Well it has been a month since I’ve posted, and my last one was on the day of our special election here in the state of Alabama. Much has happened since then that I have wanted to blog about, but Christmas vacation trips (more on that in another blog), the new year, a writing project, and the start of the new semester have kept me too busy. I’ve finally gotten a second to breath again, so I wanted to quickly comment on the two events that have had my beloved state in the national news over the last few weeks.
My last posting was a pretty emotional one, as I was not quite sure whether my state would do the right thing by putting its normal commitment to the Republican Party aside to vote against Roy Moore and for Doug Jones. I have been voting since 1988 and I have to tell you, I never felt more exhilarated in exercising my suffrage rights than I did in voting in this senate election.
With no other elections going on, and with an enormous amount of interest in results that would have major consequences, much of the nation’s eyes were on Alabama that night. Sadly, when my state brings national attention to itself like this it is usually something negative . . . except for football.
That’s one major reason why football is so beloved in the state of Alabama. Starting with their unexpected 1926 Rose Bowl win and 1925 national championship, and continuing into the Civil Rights era of the 1950s and 1960s, the University of Alabama’s football team has been about the only thing that has brought national praise to the state.
During the Civil Rights era, Alabama appeared on television stations across the country when Freedom Riders were firebombed in Anniston, and beaten in Birmingham and Montgomery. A few years later, Americans watched in horror as police commissioner Eugene “Bull” Conner had children fire hosed in the streets of Birmingham as they demonstrated for desegregation. Having been arrested earlier in the same demonstrations, Martin Luther King wrote his famous Letter From Birmingham Jail garnering worldwide attention. Later that year, Alabama Governor George Wallace defied the Kennedy administration live on national television by forcing the president to nationalize state troops to integrate the University of Alabama in Tuscaloosa. The nation was then stunned into numbness when four black children were killed in the bombing of the 16th Street Baptist Church. And then as if for a brutal encore, the state grabbed attention again as the country watched Civil Rights marchers get pummeled and gassed marching across the Pettus Bridge in Selma while attempting to walk to Montgomery to demonstrate for African American suffrage rights.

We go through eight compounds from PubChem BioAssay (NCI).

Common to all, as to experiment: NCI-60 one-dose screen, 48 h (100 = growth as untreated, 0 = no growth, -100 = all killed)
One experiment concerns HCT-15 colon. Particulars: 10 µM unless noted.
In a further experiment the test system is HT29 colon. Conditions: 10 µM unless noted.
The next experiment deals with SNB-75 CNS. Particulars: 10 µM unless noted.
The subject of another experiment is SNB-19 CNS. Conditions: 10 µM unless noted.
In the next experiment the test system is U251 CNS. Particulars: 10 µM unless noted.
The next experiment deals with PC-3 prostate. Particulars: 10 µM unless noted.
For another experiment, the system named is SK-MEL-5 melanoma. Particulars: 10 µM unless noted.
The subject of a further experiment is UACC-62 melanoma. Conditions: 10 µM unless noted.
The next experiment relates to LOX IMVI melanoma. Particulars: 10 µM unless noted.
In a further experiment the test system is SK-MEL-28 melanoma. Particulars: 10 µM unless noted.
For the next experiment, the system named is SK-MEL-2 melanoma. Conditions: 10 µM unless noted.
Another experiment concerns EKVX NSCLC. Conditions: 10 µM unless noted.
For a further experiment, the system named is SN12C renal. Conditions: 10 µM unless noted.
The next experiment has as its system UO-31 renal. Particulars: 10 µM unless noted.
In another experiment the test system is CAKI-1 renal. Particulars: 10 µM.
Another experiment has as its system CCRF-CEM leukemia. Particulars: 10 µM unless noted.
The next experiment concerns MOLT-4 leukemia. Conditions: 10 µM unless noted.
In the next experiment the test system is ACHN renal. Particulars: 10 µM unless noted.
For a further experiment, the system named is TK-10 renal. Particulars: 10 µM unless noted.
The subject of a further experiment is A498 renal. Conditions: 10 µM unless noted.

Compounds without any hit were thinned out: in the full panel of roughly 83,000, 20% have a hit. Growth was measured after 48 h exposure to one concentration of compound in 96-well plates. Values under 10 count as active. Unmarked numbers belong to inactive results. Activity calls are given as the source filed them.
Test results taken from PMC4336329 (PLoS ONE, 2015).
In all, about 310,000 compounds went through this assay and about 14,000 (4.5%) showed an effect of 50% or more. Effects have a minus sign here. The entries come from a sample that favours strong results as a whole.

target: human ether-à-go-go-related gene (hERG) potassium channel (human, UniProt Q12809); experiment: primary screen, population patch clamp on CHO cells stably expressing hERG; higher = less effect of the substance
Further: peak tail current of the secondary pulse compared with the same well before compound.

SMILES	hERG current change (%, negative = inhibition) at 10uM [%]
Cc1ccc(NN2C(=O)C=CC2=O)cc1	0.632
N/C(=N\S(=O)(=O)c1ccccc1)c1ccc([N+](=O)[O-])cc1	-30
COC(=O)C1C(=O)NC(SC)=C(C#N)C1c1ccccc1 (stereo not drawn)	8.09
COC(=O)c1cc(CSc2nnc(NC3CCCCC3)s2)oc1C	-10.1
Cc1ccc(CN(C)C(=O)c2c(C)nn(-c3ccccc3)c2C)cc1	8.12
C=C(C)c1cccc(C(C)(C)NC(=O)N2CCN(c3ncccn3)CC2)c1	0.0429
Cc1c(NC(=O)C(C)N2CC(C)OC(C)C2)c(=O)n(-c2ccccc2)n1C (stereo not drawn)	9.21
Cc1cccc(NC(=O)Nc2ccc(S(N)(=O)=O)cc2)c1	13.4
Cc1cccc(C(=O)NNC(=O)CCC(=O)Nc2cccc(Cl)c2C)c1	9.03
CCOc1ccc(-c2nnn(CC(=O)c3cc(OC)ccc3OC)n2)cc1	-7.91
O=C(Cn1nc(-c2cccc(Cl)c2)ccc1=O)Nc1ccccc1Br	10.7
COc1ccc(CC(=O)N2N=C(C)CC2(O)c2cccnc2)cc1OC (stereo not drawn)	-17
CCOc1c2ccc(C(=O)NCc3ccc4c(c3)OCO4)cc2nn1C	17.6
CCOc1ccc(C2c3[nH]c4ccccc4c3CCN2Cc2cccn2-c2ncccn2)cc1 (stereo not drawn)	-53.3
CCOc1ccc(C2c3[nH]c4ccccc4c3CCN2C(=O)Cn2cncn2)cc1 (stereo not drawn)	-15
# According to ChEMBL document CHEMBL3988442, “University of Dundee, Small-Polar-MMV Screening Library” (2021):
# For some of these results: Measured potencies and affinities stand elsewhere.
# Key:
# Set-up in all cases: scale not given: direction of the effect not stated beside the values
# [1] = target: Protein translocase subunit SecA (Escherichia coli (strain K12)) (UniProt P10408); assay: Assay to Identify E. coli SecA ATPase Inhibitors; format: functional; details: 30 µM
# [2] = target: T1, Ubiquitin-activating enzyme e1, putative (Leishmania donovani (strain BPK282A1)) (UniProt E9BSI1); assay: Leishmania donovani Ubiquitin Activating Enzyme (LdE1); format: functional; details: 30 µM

The media’s attention on those events rocked the conscience of our nation, shaming it on a world stage during the height of the Cold War and thus leading to the Civil Rights movement’s biggest victories. Yet the black-eye brought to the state solidified people’s opinion of Alabama in ways that still very much shape outside perceptions of the Heart of Dixie.
Still, during those very same turbulent years, the University of Alabama gained national attention because of the dramatic success of its football program under the direction of Paul “Bear” Bryant.
Winning three national championships in the 1960s with legendary players like Joe Namath and Ken Stabler, the Tide brought adulation to the state instead of the typical scorn (they would have one a 4th in 1966, but the AP punished them for resisting integration). This of course intensified the pride and love that people in the state had for their football.
This dynamic outlived the 1960s. The state of Alabama consistently ranks near the bottom in far too many lists, such as literacy, funding for public schools, quality of life, health and healthcare, infrastructure, wealth, and tax base. Yet all the while, football continued to bring accolades as the Tide has won national championships in 1973, 1978, 1979, 1992, 2009, 2011, 2012, and 2015. Auburn too has added to the pride, winning a championship in 2010 and playing for another in 2013. If there is only one thing the state of Alabama does well in the eyes of the nation, it’s football.
And then came the special senate election in December, 2017. The campaign received an unprecedented amount of national attention, as Alabama voters had to choose between a candidate who’s politics seemingly came from the state’s ugly past, and a man who promised to keep it moving in a progressive and inclusive direction.